So no. I won’t turn off my “gay” for the sake of your child.

There is nothing more or less innocent about being gay than being straight, and we, GLBTIQ folks, shouldn’t have to bear a day-to-day burden for uptight straight people’s discomfort.  And we won’t.

 

 

 

Conscience

Well, I know how you all love to look at my gorgeous face…  So I made another video!

This time, I’m reciting a poem I wrote about our politicians voting on Marriage Equality and the Liberal/Labor stances on the issue.

Conscience: Written and spoken by me (Dylan Carmichael):
The leaders of our capital L parties, so great,
Both are straight, and so
They vote on rights they will never use in their life.
And yet, they are rights they already have.
To have and to hold the person they love in the eyes of the state,
Something to which nothing else can equate.
A right granted simply because the one they love is different to them.
A right withheld simply because homophobes hum, haw, and hem.

Concerned about causing offence, our politicians commit one instead.
Failing to stand up for those who suffer in the daylight,
After taking away some of their rights, almost a decade ago.

And to those leaders, I say
That the time has come for you make amends for your vote to pass the 2004 Marriage Act amendment.
Atoning for the moment when the conscience so necessary to grant rights today was not consulted in the process of taking them away. On that fateful day, shut out of the chambers, your conscience ignored, overridden, not given any sway.

All that we want to hear is you raising voices together. An answer to our question that will echo through the years, prompting a flood of joyous tears from those of us who just want to marry who we love. Telling our future countrymen, who will hear that this government refused to be lead by Christian fear.

We crave a government who will right past wrongs.
A government whose final answer belongs
where it will be,
Writ large on our nation’s history.

 

God Bless the ACL!

“Blessed are the meek, for they shall inherit the earth.” Matthew 5:5
One of many quotes from the ACL’s favourite book which gives me hope that, should Christianity be correct, the earth shall *not* fall to the Australian Christian Lobby…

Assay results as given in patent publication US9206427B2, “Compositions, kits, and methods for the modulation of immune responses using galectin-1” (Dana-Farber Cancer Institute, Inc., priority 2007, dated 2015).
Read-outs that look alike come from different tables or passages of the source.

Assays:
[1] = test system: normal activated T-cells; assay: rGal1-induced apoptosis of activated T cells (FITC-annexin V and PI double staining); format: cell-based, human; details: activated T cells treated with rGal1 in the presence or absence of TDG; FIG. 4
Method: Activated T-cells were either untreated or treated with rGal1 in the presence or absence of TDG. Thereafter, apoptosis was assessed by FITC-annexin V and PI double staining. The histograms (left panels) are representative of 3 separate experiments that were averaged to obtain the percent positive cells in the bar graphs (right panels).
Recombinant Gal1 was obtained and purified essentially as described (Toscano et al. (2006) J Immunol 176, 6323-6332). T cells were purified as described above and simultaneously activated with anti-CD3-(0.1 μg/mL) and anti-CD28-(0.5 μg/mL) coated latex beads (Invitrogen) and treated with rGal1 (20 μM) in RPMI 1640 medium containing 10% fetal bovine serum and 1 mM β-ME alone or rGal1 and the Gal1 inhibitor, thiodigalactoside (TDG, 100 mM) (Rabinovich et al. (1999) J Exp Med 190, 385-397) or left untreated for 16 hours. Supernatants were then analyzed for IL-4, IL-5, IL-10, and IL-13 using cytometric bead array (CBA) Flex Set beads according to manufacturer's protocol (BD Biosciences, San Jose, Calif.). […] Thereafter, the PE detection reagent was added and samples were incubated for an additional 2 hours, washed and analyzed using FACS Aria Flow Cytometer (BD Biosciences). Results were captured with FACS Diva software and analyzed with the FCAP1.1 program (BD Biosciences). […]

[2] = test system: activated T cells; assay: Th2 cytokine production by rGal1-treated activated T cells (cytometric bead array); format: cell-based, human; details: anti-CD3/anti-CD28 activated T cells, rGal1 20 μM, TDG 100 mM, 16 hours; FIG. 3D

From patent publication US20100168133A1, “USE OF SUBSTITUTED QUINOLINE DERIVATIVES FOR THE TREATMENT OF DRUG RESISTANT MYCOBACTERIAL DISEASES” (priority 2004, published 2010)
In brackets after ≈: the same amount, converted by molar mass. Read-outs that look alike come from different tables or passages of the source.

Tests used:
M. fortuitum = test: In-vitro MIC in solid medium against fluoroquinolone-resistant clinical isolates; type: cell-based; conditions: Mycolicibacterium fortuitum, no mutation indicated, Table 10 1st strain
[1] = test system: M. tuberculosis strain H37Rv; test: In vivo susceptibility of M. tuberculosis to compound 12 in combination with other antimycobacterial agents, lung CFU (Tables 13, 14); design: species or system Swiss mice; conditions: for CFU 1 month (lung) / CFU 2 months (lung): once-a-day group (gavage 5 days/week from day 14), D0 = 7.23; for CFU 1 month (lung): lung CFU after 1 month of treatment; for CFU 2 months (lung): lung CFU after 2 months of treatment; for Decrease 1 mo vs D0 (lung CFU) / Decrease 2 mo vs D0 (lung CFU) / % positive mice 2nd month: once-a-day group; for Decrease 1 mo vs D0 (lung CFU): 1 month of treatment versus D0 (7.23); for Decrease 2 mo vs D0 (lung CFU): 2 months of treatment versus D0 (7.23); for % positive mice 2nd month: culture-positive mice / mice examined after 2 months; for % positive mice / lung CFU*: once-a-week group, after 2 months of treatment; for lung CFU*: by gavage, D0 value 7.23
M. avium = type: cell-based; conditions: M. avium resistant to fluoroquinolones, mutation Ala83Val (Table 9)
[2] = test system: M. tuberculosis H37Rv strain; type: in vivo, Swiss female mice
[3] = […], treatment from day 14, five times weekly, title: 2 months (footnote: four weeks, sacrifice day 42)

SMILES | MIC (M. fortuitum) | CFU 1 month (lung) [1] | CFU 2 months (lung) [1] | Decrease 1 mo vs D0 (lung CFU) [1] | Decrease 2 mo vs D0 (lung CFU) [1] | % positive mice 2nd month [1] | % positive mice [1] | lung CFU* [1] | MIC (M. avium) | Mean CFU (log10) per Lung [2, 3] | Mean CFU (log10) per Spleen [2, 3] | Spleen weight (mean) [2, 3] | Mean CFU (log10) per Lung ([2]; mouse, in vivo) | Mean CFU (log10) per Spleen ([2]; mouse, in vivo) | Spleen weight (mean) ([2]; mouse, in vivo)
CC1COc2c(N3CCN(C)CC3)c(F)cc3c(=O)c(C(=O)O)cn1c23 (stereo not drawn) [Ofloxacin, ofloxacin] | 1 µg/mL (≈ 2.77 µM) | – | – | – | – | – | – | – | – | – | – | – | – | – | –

To me it seems that the ACL are vile, spitting vipers who lash out at everyone who takes a different opinion to them – and it seems that they do this most harshly when the opinion is in the realm of DiGS (Diverse in Gender and Sexuality) rights and protections.

Just today the ACL have accused Kevin Rudd of creating another Stolen Generation, angering both gay and indigenous Australians with their insensitivity. Rudd’s decision to back Marriage Equality caused them to issue a vitriolic statement about children being “taken through technology from their biological parent” and Kevin Rudd creating another Stolen Generation if the law were to pass.

This makes me ask why the ACL is happy to permit any kind of IVF for any couples, since this same argument could be made for couples who use other people’s sperm or ova in order to conceive. This has already been going on, and the Technologically Stolen Generation is yet to appear…

They also say that “The so-called ‘marriage equality’ debate has been conducted by slogans without proper consideration of the consequences. Kevin Rudd is the latest to fall victim to shallow thinking on this issue.”

They’re partly correct – there has been a LOT of sloganism in this debate. I’m not going to say that all of it is from them – we have our fair share of slogans too. What I will say is that pro-marriage-equality slogans are typically respectful and generally do not vilify – though we call out homophobic behaviour when we see it. The ACL and anti-ME crowd however appear to have no such compunction – Jim Wallace’s statements in Tasmania during their State-based Same-sex Marriage debate are proof of that. They seem to fail to recognise, or perhaps don’t care about, the consequences of their position or statements for LGBTIQ Australians.

Then again, they don’t seem to understand how they’re being seen to be trivialising the travesties perpetrated against Indigenous Australians either. Maybe they just don’t understand compassion, empathy, kindness, humility, or many of the other Fruits of Christianity.

They claim that “All major Australian church denominations officially oppose same sex marriage”: actually, the Uniting Church of Australia site states that ‘Currently: “With regard to same-sex relationships the Uniting Church does not have an explicit position’… well that doesn’t seem like “official opposition” to me! It’s not outright support, but it demonstrates the falsehood of the ACL’s statement. And if they can’t be trusted for accuracy in an area where they should have some insider knowledge, how can we trust their word on anything not in their sphere of expertise?

I believe the community’s strongest weapon against the ACL from this point forth is simply to let them keep talking. The more they say, the more irrelevant and hateful they show themselves to be. By all means, we should respond to their homophobic tripe, but with calm and grace, facts and logic. Actually engaging with them directly only lends them legitimacy they don’t actually have.

Bless the ACL, for they shall write themselves out of social relevance, write themselves out of power, and given time, write themselves out of existence.

The Anti-Discrimination Bill Inquiry Report